Barium Homicide? There’s Something You Don’t See Every Day | A Poison Boy Investigation
Barium Homicide? This one almost slipped by me, but reading into the story a little, I couldn’t pass this one up. First of all, “Slaughter Woman” has got to be the best nickname for a super villain since, well, since Poison Boy.
So this woman named Meshell Hale lives in Slaughter which is somewhere in Louisiana and two of the men in her life have met with untimely and unnatural deaths. Her 42-year-old husband’s charred remains were found in his burned-up truck in March 2016 – interestingly, his autopsy revealed that he hadn’t inhaled any smoke before he died which means he was dead before his truck went up in flames. No criminal investigation implicated Slaughter Woman for the death of her husband although she has already collected $10K from the boyfriend’s life insurance policy and is set to inherit $750K in life insurance from her husbands death. Guess they have more pressing things to investigate in Louisiana. Hey – I saw the first season of True Detective!
So, Slaughter Woman’s live-in boyfriend suddenly up and dies at the ripe old age of 41 – presumably of a heart attack. Now I’m no Nancy Drew, but under normal conditions, 41-year-old men don’t drop dead of heart attacks and 42-year-old men don’t just die and then get bar-b-qued sitting in the driver’s seat of their own trucks. UNLESS something fishy is going on .
Oh – coincidentally, both men, in the days preceding their strange deaths, reported abdominal pain and visited the local ER. AND coincidentally, prior to the strange deaths of both men, Slaughter Woman purchased barium (it’s cheap, you can get a pound of it for $4 on Amazon).
So what exactly is barium and how likely is it that barium homicide is a possible scenario down in Creole country? Barium is a silvery-white metal that takes on a silver-yellow color when exposed to air. Barium occurs in nature in many different forms called compounds. These compounds are solids, existing as powders or crystals, and they do not burn well. Two forms of barium, barium sulfate and barium carbonate, are often found in nature as underground ore deposits. Barium is sometimes found naturally in drinking water and food.
Barium sulfate ore is mined and used in several industries. It is used mostly by the oil and gas industries to make drilling muds that keep drill bits lubricated and easier to bore through rock. Barium sulfate is also used to make paints, bricks, tiles, glass, rubber, and other barium compounds. Barium sulfate is sometimes used by doctors to perform medical tests and take x-ray photographs of the stomach and intestines. Some barium compounds, such as barium carbonate, barium chloride, and barium hydroxide, are used to make ceramics, insect and rat poisons, and additives for oils and fuels; in the treatment of boiler water; in the production of barium greases; as a component in sealants, paper manufacturing, and sugar refining; in animal and vegetable oil refining; and in the protection of objects made of limestone from deterioration.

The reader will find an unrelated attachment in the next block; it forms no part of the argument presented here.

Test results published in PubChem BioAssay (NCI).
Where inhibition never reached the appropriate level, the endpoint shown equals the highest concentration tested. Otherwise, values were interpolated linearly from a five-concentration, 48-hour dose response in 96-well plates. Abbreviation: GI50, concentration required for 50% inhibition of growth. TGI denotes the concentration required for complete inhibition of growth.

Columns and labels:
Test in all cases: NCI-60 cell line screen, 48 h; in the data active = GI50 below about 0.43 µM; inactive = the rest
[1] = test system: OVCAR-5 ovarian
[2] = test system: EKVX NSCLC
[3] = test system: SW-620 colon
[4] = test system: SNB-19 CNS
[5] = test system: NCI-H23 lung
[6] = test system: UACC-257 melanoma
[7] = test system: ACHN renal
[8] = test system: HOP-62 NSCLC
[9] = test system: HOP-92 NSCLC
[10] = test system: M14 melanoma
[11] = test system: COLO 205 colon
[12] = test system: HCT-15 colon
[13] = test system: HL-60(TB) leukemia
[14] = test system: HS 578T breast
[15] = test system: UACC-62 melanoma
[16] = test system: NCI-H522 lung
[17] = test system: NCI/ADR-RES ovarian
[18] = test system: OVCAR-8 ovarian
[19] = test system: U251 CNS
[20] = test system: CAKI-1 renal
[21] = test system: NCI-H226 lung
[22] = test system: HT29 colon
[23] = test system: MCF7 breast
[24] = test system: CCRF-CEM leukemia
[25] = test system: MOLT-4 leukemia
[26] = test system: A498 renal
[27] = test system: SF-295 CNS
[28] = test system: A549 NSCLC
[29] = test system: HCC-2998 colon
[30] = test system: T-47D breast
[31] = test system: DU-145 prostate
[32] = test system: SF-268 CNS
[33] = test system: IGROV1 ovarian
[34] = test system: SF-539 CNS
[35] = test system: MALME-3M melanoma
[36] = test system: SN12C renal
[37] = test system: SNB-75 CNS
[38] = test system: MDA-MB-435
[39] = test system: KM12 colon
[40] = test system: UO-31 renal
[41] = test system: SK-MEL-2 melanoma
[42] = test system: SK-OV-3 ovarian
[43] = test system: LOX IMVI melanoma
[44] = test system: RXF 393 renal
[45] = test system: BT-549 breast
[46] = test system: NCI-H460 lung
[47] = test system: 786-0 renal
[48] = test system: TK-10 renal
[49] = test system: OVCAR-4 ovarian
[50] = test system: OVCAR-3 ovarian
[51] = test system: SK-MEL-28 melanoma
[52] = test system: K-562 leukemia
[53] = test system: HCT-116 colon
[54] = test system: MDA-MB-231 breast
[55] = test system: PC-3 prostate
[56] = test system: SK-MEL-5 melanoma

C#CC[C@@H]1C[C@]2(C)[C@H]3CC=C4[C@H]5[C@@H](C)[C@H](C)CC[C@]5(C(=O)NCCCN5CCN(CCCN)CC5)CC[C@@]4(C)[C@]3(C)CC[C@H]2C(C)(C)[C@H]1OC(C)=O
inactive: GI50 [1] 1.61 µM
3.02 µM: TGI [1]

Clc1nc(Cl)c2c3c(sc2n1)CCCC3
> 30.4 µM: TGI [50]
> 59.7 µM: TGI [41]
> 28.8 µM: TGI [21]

The health effects associated with exposure to different barium compounds depend on whether or not and how well the individual barium compound will dissolve in water or stomach acid. For example, barium sulfate does not easily dissolve in water and causes few harmful health effects. Doctors sometimes give barium sulfate orally or by placing it directly in the rectum of patients for purposes of making x-rays of the stomach or intestines. The use of this particular barium compound in this type of medical test is not harmful to people. Barium compounds such as barium acetate, barium chloride, barium hydroxide, barium nitrate, and barium sulfide that dissolve in water can cause harmful health effects. Barium carbonate does not dissolve in water, but does dissolve in the stomach; it can also cause harmful health effects.
Eating or drinking very large amounts of barium compounds that dissolve in water or in the stomach can cause cardiac dysrhythmia and even arrhythymia (absence of heart rhythm – never a good thing) although it isn’t entirely clear exactly how that happens. Some people who eat or drink somewhat smaller amounts of barium for a short period may experience vomiting, abdominal cramps, diarrhea, difficulties in breathing, increased or decreased blood pressure, numbness around the face, and muscle weakness.
My guess is that both of the men in Slaughter Woman’s life complained of all of the above while they were hospitalized and both died from cardiac arrest related to barium homicide.